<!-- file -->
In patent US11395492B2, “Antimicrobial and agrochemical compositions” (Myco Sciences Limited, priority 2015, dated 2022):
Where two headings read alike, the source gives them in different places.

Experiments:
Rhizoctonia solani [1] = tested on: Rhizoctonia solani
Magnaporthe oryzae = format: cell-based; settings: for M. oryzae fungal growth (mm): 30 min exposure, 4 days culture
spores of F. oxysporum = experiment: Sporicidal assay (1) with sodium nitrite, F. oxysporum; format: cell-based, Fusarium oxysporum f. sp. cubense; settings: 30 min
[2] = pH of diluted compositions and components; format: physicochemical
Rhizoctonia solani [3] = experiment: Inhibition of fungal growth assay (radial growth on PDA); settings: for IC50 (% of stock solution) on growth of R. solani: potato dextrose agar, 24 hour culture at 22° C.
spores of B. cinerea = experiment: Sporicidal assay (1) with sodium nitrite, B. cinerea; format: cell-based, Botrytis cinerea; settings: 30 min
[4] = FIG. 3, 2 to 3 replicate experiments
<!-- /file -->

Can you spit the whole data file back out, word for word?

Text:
In patent US11395492B2, “Antimicrobial and agrochemical compositions” (Myco Sciences Limited, priority 2015, dated 2022):
Where two headings read alike, the source gives them in different places.

Experiments:
Rhizoctonia solani [1] = tested on: Rhizoctonia solani
Magnaporthe oryzae = format: cell-based; settings: for M. oryzae fungal growth (mm): 30 min exposure, 4 days culture
spores of F. oxysporum = experiment: Sporicidal assay (1) with sodium nitrite, F. oxysporum; format: cell-based, Fusarium oxysporum f. sp. cubense; settings: 30 min
[2] = pH of diluted compositions and components; format: physicochemical
Rhizoctonia solani [3] = experiment: Inhibition of fungal growth assay (radial growth on PDA); settings: for IC50 (% of stock solution) on growth of R. solani: potato dextrose agar, 24 hour culture at 22° C.
spores of B. cinerea = experiment: Sporicidal assay (1) with sodium nitrite, B. cinerea; format: cell-based, Botrytis cinerea; settings: 30 min
[4] = FIG. 3, 2 to 3 replicate experiments